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0 votes
There are a few issues that need to be taken in account when mocking Singleton classes.

:arrow: Mocking the constructor
:arrow: Mocking instances

Suppose we have a singleton class called singleton Singleton that has a foo() method that we want to mock.
The method will be called in the code as follows: Singleton.GetInstance().foo()
The Singleton might have a static initialization of itself:
static private Singleton instance = new Singleton();
public Singleton GetInstance() { return instance;}

We would normally mock using:
Mock singletonMock = 

:!: We are sending false to tell TypeMock that we don't want our constructors to be mocked. This will allow our static initialization to run, so our Singleton code:
static private Singleton instance = new Singleton(); will run.
(See Mocking Constructors on how to mock the constructor but to keep the static initialization)

:!: But this won't work and a strange behaviour will appear. When we run a test alone it will work, but when we run a suite of tests they will start failing. We will find out that TypeMock, mocks the singleton only for the first test!

If we read the documentation, the MockManager.Mock method will mock the next creation of a Singleton object but if the Singleton exists already, for example in a previous test, the existing object will not be mocked. So the Above code will not work.

:idea: The correct way to mock singletons is to use the MockAll method:
Mock singletonMock = 

This will mock existing objects as well, and because there is only one singelton object in the domain, we will be mocking the correct object.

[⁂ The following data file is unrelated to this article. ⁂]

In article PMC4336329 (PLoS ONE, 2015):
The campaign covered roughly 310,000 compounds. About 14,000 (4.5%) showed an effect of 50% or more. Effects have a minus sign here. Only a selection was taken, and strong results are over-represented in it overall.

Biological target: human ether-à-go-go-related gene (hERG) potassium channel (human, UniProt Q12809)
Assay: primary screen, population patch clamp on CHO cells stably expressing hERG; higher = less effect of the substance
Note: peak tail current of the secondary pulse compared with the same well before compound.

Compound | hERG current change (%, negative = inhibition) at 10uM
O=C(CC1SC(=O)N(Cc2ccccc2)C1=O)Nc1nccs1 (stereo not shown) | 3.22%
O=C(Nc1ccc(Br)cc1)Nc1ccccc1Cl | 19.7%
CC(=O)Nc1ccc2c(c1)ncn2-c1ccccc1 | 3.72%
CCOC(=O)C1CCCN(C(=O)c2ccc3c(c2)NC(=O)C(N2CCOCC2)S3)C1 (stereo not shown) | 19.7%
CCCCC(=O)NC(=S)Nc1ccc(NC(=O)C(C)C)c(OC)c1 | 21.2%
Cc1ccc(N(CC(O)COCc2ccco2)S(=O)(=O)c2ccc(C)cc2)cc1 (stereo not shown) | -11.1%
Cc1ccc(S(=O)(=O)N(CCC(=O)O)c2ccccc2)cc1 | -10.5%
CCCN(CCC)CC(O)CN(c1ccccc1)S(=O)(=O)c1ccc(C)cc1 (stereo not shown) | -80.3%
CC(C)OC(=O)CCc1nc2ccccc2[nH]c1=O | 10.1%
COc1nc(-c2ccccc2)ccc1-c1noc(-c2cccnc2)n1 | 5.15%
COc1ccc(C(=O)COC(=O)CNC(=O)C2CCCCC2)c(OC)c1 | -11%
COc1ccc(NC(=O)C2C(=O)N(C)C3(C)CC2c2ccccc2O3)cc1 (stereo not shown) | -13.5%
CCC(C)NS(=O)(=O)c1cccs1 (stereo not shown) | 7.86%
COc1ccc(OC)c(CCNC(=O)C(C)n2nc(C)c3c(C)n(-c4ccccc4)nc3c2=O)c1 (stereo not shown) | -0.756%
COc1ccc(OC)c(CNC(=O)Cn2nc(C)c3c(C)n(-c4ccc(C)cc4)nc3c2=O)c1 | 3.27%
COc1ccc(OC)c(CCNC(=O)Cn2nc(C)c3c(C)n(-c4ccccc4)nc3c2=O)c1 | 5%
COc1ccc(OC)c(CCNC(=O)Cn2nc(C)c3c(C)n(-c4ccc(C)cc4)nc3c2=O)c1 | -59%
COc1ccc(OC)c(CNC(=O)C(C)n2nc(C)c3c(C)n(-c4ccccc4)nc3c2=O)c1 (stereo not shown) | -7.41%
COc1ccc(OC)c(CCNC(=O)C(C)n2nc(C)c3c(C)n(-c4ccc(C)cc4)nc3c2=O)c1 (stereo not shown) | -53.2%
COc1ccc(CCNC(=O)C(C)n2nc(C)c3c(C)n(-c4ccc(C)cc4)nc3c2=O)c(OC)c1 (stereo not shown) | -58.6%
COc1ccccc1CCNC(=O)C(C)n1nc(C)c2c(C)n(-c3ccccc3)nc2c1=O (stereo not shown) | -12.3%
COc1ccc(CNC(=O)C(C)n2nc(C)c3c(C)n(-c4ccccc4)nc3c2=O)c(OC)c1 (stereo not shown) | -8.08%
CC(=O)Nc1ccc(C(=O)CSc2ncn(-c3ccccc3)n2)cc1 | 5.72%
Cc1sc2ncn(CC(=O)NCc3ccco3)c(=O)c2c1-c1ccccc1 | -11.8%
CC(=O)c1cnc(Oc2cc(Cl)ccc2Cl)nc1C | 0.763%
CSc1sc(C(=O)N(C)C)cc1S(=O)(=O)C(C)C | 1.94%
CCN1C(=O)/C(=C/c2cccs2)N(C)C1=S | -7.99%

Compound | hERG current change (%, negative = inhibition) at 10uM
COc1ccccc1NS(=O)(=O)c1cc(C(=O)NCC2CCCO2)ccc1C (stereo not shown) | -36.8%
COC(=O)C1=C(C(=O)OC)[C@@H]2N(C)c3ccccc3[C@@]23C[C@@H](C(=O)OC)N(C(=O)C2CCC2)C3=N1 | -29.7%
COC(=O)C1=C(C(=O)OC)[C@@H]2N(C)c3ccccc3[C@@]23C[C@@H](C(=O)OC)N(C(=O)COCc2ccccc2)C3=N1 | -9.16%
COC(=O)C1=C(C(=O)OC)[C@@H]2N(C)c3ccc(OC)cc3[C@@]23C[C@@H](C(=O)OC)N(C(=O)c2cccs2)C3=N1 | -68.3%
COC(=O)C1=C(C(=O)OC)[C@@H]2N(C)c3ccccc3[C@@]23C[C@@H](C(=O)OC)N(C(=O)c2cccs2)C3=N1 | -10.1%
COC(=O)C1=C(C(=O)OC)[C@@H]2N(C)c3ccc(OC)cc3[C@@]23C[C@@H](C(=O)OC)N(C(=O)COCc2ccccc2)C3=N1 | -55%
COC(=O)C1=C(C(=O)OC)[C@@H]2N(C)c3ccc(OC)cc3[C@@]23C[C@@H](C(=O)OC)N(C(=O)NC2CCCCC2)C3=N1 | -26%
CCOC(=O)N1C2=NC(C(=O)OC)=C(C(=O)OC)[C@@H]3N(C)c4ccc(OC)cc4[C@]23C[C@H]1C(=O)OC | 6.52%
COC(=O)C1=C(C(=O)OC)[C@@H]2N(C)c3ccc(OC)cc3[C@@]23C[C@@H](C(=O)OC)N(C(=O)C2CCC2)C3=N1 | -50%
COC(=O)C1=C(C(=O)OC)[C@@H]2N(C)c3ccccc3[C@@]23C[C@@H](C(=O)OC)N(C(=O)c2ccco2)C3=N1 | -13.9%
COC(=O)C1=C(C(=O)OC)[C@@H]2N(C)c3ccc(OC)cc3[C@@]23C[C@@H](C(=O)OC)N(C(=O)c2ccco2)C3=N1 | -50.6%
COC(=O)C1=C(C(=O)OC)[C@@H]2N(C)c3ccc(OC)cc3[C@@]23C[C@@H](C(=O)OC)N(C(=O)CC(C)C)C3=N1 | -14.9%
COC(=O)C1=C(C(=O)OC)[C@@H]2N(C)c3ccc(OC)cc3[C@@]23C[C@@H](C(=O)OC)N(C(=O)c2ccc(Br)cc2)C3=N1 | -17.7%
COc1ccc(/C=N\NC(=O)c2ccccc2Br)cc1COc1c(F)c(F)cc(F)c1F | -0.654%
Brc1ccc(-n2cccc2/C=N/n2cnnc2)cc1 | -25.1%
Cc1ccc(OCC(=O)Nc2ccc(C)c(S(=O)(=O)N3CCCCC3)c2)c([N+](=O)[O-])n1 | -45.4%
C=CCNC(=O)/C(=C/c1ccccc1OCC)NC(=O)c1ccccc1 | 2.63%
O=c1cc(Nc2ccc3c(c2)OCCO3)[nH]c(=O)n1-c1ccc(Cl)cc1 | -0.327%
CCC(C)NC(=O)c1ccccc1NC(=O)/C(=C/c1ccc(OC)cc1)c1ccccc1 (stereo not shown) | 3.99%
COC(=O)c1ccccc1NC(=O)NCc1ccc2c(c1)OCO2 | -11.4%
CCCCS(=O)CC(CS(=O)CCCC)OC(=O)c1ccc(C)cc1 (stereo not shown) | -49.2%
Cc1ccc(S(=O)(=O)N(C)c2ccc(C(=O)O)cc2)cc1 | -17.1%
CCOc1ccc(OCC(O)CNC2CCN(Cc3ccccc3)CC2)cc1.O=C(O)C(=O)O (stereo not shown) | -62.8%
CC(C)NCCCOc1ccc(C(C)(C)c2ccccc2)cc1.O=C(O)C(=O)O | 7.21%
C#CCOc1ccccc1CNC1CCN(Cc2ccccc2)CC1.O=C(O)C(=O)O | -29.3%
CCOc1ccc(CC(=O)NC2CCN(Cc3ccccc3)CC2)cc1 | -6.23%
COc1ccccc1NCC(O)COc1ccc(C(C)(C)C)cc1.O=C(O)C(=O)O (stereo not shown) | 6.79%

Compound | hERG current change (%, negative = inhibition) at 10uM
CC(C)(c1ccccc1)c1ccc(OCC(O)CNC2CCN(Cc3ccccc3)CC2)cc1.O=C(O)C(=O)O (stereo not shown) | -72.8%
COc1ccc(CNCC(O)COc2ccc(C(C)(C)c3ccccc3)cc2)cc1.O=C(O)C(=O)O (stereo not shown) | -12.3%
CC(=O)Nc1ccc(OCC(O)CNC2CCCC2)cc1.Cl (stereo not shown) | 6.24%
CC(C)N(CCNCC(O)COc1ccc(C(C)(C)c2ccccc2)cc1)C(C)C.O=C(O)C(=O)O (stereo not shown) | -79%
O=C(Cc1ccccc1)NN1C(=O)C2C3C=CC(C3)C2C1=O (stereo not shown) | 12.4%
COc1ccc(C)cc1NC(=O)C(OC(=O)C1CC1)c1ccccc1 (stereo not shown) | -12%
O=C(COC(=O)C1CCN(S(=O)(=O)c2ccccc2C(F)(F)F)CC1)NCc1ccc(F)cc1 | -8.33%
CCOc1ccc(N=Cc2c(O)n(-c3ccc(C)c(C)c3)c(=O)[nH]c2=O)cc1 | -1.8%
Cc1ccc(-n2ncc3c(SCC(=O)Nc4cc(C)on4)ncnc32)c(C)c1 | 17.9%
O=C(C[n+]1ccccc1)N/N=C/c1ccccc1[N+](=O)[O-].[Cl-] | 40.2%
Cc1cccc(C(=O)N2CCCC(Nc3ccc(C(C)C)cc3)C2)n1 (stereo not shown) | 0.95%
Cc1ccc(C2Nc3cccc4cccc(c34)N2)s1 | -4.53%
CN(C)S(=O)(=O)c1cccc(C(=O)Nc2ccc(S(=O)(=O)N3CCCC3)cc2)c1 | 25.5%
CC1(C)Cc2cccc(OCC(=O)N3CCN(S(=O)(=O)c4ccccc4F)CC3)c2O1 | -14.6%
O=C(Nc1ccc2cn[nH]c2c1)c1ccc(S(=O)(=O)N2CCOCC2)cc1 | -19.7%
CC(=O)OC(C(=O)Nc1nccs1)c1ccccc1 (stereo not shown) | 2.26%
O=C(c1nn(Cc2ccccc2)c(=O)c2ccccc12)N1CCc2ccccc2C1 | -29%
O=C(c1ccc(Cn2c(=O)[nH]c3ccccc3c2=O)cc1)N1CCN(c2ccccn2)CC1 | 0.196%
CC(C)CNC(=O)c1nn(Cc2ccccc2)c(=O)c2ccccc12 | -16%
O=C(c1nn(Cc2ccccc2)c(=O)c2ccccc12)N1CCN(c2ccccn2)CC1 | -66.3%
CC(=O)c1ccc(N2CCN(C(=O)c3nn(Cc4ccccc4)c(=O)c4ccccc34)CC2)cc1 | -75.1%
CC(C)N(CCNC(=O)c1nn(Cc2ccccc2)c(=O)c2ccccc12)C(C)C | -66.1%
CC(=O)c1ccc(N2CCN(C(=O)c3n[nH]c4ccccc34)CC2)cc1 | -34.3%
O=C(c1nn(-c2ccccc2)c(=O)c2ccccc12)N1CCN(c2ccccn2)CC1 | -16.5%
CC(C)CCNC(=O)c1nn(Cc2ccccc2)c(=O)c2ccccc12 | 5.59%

asked by scott (32k points)

8 Answers

0 votes
In version 2.2 the following code is the correct way to mock singletons
Mock singletonMock = 

Mock singletonMock = 

depending on if we want to mock the constructor or not.
answered by richard (3.9k points)
0 votes
Im getting a weird problem with a singleton. I mock the the singleton in the fixture setup like this:

this._mockAuthorizationService = MockManager.MockAll(typeof(AuthorizationService), Constructor.Mocked);

I have to mock constructors because the class being mocked is really just a facade for another service that is expensive to create and this service gets created in the constructor. So I mock the constructors to prevent the creation. Stepping through the code appears that the constructors do not get mocked though.

Then in my tests I use the mock that I created in the fixture setup to mock the operations on the Authoriziation Service like this:
this._mockAuthorizationService.ExpectAndReturn("Authorize", false, 1).Args(policy.Principal, DomainPermission.Operation.Approve);

I get this error when MockManager.Verify is called:

RemoteNet.Northrop.IbisWork.UnitTests.Domain.Model.ProcedureContextFixture.CopyPermissionCanCopy :
TearDown : TypeMock.VerifyException :
TypeMock Verification: Method RemoteNet.Northrop.IbisWork.Utility.Security.AuthorizationService.Authorize() has 1 more expected calls

It is appearing that the actual code of the authorization service is called and the operation is not mocked at all.

The test works fine when it is run by itsself. When it runs as a suite of tests, the test fails.